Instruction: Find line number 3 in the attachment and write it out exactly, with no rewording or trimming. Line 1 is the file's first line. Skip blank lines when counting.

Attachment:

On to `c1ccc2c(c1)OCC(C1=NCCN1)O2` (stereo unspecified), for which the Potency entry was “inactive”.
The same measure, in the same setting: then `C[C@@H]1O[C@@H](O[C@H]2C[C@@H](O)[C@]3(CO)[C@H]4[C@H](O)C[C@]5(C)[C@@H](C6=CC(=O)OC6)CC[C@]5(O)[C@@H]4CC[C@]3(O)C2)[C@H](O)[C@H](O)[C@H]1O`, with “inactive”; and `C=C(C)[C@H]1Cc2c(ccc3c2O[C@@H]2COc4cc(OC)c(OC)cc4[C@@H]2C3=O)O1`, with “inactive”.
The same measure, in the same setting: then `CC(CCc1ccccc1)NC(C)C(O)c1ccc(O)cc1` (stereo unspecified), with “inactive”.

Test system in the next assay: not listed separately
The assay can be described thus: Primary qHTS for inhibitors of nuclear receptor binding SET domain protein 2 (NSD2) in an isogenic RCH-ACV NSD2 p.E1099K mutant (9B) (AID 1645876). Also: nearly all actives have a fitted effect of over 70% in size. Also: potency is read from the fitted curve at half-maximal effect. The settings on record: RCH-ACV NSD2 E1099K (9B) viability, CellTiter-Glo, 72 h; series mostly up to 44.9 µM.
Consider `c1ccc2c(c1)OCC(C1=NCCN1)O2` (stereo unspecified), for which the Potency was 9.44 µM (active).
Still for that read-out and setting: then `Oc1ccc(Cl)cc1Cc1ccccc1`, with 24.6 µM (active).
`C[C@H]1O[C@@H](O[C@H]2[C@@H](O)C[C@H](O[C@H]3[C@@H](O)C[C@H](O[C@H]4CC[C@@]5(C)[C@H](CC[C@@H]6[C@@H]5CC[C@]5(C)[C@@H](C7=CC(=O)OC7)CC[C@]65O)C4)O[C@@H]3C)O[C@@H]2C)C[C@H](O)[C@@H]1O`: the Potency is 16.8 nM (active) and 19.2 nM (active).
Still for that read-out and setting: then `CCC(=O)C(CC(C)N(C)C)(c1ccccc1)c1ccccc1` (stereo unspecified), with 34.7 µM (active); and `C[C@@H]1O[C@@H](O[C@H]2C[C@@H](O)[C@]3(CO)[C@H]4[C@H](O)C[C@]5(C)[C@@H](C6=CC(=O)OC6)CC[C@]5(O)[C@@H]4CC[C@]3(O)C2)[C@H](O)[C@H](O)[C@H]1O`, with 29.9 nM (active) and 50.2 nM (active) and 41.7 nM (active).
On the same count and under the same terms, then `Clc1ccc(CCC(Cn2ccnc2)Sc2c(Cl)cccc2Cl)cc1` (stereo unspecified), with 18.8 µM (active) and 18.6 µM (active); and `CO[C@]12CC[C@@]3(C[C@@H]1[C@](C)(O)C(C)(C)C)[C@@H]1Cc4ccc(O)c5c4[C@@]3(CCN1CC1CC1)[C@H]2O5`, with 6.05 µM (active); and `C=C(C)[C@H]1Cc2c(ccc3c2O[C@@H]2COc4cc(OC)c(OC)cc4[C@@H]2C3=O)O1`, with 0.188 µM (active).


The same measure, in the same setting: then `CC(CCc1ccccc1)NC(C)C(O)c1ccc(O)cc1` (stereo unspecified), with “inactive”.